Bowling and Billiards, located in the University Center, will officially close Aug. 13 to make way for a new location to house Student Affairs departments, according to David Albart, director of University Center Operations.
The decision came after months of deliberation and consideration from Frank Lamas, vice president for Student Affairs. Lamas said he isn’t happy about closing down the center, but the numbers did not justify keeping it open with the 15,000 square feet room it utilized.
The space will be used to expand the Career Development Center, Leadership Center and other offices to be named later, Lamas said. There are more than 15,000 people in student organizations, Lamas added.
Lamas said the attendance numbers did not tell the whole story.
“When you looked at the number of people, there were more people coming in the summer than there were throughout the academic year,” Lamas said. “The numbers did not sustain using the 15,000 square feet.”
At a Student Congress forum in February, Albart said approximately 52,640 people walked through the doors of Bowling and Billiards in 2012. The amount does not indicate the amount of times bowling and billiards equipment was used, solely the amount of traffic that passed through the doors.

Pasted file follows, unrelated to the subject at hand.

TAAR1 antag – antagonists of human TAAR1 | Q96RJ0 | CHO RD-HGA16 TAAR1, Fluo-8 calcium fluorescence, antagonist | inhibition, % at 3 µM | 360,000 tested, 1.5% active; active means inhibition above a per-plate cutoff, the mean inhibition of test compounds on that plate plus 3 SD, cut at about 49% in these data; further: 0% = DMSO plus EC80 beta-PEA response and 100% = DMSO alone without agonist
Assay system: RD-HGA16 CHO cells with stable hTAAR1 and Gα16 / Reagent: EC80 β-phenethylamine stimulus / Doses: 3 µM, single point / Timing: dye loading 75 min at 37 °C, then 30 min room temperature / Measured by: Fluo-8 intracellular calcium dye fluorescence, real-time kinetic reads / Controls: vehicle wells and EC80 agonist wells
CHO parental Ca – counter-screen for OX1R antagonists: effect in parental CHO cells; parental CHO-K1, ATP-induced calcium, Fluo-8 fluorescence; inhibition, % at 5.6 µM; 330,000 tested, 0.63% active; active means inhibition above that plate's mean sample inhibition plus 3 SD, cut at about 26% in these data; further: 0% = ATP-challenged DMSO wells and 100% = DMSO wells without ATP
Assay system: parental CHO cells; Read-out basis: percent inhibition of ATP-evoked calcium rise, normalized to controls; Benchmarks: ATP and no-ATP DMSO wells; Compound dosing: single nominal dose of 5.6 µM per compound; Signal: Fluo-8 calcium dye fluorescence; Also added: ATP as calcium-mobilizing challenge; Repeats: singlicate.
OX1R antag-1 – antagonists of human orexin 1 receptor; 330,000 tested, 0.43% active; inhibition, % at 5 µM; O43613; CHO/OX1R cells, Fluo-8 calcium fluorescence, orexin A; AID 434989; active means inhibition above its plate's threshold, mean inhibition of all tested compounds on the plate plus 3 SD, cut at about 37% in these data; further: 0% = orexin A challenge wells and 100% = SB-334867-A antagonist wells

The Shorthorn reported in February that 3,552 games pool were paid for and 2,022 games of bowling were paid for from Sept. 1 to Jan. 26.
The changes being done to Bowling and Billiards means the pool tables will be moved to the Maverick Activities Center, while the bowling equipment will be auctioned off, Albart said in an email.
Bowling and Billiards has been open since 1964. Toby Bush, Bowling and Billiards games supervisor, did not wish to comment on the closure.
Billiards will open in the MAC a day after Bowling and Billiards closes, but there may be some painting and odd jobs that are not finished by that time, Lamas said.
Some students voiced their concerns at the forum stating that there weren’t enough activities on campus, and there were some emotional ties to the facility.
“I’ve been opposed to this from the start,” criminal justice major Tony Cantu said at the public forum in February. “Lamas mentioned the 15,000 students who would benefit from this plan, but where are they? They don’t feel the need to be here to support.”
Student Congress representatives were not available to comment by press time.
As of now, renovations will take place once demolition and planning with an architect have been made. There have not been any cost projections yet.
The final project should be completed by late summer or early fall 2014.
“I couldn’t be more pleased and excited for our students,” Lamas said. “Because I firmly believe this is going to be a game changer for our student body.”
Clarification: The original version of this story said 52,640 people walked into Bowling and Billiards, but it was for the entire year of 2012. Also, the original version said 3,552 and 2,022 people paid for bowling, but the numbers are for paid games not the amount of people.